Brocaded velvet with chintamani design

late 1400s
Overall: 81.3 x 28.6 cm (32 x 11 1/4 in.); Mounted: 91.4 x 39.4 cm (36 x 15 1/2 in.)
Location: not on view
You can copy, modify, and distribute this work, all without asking permission. Learn more about CMA's Open Access Initiative.

Download, Print and Share

Description

This early Ottoman brocaded velvet was woven in an imperial workshop in the prosperous city of Bursa, the silk capital and major commercial center of the Ottoman Empire. It has exceptionally rich crimson silk pile, almost twice as dense as later monochrome velvets. The brocaded pattern of three balls and paired wavy bands is known as chintamani, derived from the Sanskrit word for a popular Buddhist motif, “the three jewels,” shown surrounded by flames or foliage in Buddhist art across Asia. Based on the high frequency of its use in art for the Islamic court of the Ottoman Turks, it appears to have been a favored motif and possibly even an unofficial imperial emblem.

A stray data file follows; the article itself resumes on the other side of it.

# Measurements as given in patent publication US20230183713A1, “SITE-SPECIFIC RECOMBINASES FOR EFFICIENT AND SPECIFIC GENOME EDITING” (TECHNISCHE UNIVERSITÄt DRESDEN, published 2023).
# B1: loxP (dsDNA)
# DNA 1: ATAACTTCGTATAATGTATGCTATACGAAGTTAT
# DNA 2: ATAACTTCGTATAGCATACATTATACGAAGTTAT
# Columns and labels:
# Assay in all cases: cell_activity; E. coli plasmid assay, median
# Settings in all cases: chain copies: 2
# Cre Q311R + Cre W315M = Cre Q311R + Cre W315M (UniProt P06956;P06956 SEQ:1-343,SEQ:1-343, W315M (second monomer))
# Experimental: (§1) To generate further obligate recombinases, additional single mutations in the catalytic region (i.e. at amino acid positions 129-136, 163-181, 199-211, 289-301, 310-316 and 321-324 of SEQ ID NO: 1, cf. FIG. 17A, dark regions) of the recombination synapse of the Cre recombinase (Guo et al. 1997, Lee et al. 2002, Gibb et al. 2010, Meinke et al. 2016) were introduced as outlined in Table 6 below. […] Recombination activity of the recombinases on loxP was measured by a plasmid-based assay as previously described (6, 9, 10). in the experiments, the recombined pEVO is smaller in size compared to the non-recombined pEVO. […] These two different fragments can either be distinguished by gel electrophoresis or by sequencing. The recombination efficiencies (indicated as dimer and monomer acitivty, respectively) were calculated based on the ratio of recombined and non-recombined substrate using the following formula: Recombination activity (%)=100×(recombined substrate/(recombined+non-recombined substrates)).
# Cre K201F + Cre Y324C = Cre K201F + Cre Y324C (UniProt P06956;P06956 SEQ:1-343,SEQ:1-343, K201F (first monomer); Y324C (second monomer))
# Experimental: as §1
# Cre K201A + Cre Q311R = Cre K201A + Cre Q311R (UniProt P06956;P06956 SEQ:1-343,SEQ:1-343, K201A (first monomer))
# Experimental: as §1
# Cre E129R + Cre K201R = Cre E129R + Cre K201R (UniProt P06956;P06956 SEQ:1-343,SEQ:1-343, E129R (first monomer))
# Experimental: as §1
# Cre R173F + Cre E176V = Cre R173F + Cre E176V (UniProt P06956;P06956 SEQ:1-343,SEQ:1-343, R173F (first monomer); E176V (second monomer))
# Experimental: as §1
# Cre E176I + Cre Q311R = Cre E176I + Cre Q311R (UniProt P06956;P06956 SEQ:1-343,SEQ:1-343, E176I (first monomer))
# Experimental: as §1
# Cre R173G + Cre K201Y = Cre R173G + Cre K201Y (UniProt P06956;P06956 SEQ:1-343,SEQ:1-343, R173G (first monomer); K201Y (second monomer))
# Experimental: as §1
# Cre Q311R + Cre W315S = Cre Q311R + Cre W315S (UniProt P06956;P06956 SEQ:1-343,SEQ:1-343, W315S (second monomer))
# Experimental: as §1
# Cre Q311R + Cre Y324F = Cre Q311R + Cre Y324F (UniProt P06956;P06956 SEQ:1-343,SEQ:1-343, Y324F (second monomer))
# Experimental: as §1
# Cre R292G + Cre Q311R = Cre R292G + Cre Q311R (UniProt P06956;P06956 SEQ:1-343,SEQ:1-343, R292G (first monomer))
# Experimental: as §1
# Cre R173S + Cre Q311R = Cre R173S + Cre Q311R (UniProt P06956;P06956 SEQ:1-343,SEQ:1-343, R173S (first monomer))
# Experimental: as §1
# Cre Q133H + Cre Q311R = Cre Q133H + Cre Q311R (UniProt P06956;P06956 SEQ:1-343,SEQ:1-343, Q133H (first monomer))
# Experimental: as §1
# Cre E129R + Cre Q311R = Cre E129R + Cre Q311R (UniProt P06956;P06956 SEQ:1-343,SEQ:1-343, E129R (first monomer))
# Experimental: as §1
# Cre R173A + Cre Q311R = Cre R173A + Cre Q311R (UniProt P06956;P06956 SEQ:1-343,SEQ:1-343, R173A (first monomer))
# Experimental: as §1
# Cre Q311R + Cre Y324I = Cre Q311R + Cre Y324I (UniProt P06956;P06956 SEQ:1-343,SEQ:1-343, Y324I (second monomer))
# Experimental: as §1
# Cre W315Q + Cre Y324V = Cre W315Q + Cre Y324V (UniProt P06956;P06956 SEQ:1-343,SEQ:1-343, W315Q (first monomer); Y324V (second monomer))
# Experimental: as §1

Brocaded velvet with chintamani design

Brocaded velvet with chintamani design

late 1400s

Turkey, Bursa

Visually Similar Artworks

ArtLens App

Let the ArtLens App be your guide, featuring an interactive map, every artwork on view, and AR scanning. Keep track of your favorite artworks. Take a guided tour, or create your own. 

Download the App
background

Contact us

The information about this object, including provenance, may not be currently accurate. If you notice a mistake or have additional information about this object, please email collectionsdata@clevelandart.org.

To request more information about this object, study images, or bibliography, contact the Ingalls Library Reference Desk.

All images and data available through Open Access can be downloaded for free. For images not available through Open Access, a detail image, or any image with a color bar, request a digital file from Image Services.